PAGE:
“It so happens that several years ago I had the chance to use some of the decorative papers I have been collecting and saving in a special box in my closet.”
Creating collage reminded Havelik of two lesser-known quotes by Albert Einstein that inspired her: “Be a voice, not an echo,” and also, “A person who never made a mistake never tried anything new.” That’s why she settled on doing collage, “because I was ready to try something new.”
Though most of the rules of composition still apply, she said, “It is different from making watercolor paintings, which is what I had been doing for some time now,” explaining that, “While making changes to your watercolors is not impossible, it is difficult at best.”
Not so with the technique of collage, Havelik insisted. “I can make any number of changes in my pictures by simply rearranging my pieces of paper until I’m happy with the results, and then I glue them permanently to the flat surface,” adding that these days she may also apply acrylic paint to tissue paper in many of her collages.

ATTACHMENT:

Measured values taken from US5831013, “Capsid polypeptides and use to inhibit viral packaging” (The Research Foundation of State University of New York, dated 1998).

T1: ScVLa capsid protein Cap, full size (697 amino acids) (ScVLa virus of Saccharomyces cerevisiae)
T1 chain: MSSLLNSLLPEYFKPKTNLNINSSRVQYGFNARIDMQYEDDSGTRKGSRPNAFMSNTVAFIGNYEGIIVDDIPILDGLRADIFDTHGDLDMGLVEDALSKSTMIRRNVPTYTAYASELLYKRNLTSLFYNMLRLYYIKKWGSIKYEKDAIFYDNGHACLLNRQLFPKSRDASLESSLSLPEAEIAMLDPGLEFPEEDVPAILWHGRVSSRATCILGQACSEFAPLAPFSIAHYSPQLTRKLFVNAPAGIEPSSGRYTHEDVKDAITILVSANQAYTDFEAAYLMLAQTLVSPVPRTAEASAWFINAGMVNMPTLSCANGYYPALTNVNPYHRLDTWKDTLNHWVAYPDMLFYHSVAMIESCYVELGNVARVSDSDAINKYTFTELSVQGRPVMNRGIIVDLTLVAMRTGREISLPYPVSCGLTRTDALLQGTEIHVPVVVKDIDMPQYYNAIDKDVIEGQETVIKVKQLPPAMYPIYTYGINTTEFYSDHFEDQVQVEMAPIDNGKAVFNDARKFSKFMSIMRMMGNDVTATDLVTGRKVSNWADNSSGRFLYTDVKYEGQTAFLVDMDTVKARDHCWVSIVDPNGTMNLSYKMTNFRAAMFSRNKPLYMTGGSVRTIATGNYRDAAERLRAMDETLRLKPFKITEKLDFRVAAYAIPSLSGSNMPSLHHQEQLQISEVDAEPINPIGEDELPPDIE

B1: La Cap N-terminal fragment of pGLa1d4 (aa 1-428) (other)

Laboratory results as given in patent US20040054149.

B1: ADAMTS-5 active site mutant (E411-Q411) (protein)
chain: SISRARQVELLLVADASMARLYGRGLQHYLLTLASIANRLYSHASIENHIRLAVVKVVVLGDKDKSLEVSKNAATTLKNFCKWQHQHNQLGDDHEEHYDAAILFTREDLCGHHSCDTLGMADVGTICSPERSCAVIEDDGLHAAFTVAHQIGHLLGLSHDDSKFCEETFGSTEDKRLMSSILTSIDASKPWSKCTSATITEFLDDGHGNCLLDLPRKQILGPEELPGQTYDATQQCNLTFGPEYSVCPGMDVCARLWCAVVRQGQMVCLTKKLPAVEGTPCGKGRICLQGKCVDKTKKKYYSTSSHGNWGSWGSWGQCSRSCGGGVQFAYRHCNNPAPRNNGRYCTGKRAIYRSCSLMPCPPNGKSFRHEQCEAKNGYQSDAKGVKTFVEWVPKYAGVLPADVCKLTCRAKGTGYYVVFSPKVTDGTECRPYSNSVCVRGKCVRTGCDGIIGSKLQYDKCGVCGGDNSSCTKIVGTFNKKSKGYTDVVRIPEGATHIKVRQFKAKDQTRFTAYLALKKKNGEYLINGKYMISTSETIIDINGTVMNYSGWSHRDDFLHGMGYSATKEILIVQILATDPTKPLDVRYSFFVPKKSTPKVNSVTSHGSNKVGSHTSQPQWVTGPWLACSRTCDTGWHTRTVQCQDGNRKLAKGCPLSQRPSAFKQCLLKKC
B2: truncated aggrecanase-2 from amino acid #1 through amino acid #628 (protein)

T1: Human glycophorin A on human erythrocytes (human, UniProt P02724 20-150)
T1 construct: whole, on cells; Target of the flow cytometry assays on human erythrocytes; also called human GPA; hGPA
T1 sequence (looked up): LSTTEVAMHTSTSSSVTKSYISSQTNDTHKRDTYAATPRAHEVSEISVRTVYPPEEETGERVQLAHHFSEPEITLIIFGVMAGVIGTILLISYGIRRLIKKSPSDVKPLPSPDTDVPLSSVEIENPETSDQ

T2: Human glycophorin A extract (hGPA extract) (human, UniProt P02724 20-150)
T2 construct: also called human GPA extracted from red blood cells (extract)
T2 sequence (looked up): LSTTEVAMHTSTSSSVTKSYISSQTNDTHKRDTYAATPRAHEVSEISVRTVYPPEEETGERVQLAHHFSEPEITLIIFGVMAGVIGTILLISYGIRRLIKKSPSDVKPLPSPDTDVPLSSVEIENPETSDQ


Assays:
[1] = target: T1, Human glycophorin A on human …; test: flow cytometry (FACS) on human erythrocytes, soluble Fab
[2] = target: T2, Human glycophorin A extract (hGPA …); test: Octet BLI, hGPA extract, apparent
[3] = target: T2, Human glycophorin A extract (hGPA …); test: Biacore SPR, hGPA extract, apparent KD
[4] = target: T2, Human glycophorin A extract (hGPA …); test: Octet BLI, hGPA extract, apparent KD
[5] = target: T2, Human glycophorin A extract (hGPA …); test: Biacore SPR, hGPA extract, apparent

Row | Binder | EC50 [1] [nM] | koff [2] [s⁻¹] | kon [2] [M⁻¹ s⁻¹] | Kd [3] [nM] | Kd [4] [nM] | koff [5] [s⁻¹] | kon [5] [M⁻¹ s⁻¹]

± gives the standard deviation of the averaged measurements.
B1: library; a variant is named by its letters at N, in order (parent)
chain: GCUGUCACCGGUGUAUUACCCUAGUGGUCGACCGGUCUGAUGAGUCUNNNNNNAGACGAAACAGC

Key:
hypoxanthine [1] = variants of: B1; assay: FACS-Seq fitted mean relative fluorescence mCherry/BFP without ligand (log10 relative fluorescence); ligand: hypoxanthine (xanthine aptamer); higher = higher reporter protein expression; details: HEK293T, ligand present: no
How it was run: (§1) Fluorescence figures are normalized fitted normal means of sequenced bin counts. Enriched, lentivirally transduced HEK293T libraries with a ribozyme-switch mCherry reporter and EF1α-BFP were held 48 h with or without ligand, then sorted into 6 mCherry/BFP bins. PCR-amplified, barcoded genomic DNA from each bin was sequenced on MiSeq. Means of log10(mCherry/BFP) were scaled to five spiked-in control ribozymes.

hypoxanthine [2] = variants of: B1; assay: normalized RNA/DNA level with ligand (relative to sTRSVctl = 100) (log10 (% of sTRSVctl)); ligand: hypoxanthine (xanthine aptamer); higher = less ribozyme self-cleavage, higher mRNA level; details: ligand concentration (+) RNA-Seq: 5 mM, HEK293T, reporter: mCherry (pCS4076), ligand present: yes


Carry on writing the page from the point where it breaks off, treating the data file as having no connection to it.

She said, “My art is whimsical and people who buy my artwork tell me that it makes them smile when they view them, which I consider to be a very high compliment.”
Nature in its many forms is her main inspiration, she shared, and spending a lot of time at Lake Almanor offers many opportunities to her.
“I feel myself very fortunate to be part of the Blue Goose Gallery and believe the camaraderie and challenges of my fellow artists to be an extra special fringe benefit of being a member of the co-op.”
“Art has been a source of joy in my life ever since I can remember,” expressed watercolor artist Deb Groesser.
She recounted how finger painting in kindergarten helped set the stage for mixing colors and having fun with painting.
“As a kid, a favorite part of coloring with crayons was combining them together on the paper to make even more colors than the 64 colors” that were provided in the original box of crayons.
“My brain seemed to like mixing colors,” Groesser continued, “as I found myself often looking at different objects and mixing the various colors in my mind.“
Art studies had to wait until her early 20s, however, “when I had to squeeze art classes into a busy schedule of raising a family and working,” but stated, “Creating art is forever a learning process. … It takes you into ‘the zone’ where time seems to stand still.”